Annie Clark of St Vincent looks confusingly through the lens of a camera she’s just swiped off a unexpected press member, casually chucking the digital machine back to him she continues her robotic chorography, later reminiscing with the crowd about burning down your neighbour through childhood curiosities, followed by spitting out electronic glitching sounds from her guitar and finishing off with a trip to the front row of fans whilst propped on a security guard’s shoulders. This is the world of St Vincent at The Roundhouse.
After an electronic speech generated introduction, advising viewers to refrain from digitalising their experience during the performance, Annie takes the stage with her synth conductor Toko Yasuda, Daniel Mintseris and Matt Johnson on acoustic drums; they plunge into opening with the electrifying sounds of ‘Rattlesnake’ followed by the sky-rocketing ‘Digital Witness’. Mesmerising and hypnotic, her robotic movements render her performance as almost alien-esque. Reminiscent of the qualities of the Martian girl in the film ‘Mars Attacks!’, Annie proceeds around the stage in a spaced out surreal stride.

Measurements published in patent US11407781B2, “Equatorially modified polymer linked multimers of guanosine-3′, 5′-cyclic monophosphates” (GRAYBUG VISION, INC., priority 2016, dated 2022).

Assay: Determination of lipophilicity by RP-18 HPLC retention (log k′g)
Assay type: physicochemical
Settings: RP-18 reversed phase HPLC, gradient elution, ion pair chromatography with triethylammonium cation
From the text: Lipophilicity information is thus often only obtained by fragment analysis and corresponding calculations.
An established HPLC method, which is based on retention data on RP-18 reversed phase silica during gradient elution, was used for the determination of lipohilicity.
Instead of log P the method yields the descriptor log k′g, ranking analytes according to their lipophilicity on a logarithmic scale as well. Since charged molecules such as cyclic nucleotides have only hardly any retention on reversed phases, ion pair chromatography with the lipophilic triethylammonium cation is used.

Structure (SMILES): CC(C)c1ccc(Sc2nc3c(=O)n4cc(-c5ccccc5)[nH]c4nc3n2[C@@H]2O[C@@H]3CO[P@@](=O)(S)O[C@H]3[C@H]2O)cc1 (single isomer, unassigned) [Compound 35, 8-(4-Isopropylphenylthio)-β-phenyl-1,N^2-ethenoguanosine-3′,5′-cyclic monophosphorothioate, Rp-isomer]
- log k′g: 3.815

In the good company of fellow “freaks and others of London Town” the set list is interspersed with comical thoughts and dark musings of mundane life from a smiling Annie. She transforms the Roundhouse into a nucleus of otherworldly chaos with grace, retreating to the top of her pink pyramid throne to sing ‘Cheerleader’ followed by ‘Prince Johnny’, in which she finishes with her signature tumble down each step until assuming an upside-down cross position gazing at the audience intriguingly.
The eruptive ‘Krokodil’ throws Annie into a robotic malfunctioning display, her platinum violet hair in full head banging motion before she seeps into the crowd, playfully allowing the audience to participate in a group play on her guitar. She finishes the show statuesque balancing on a thin metal barrier in front of the roaring crowd at The Roundhouse, looking ever more the ‘near future cult leader’ St Vincent truly is.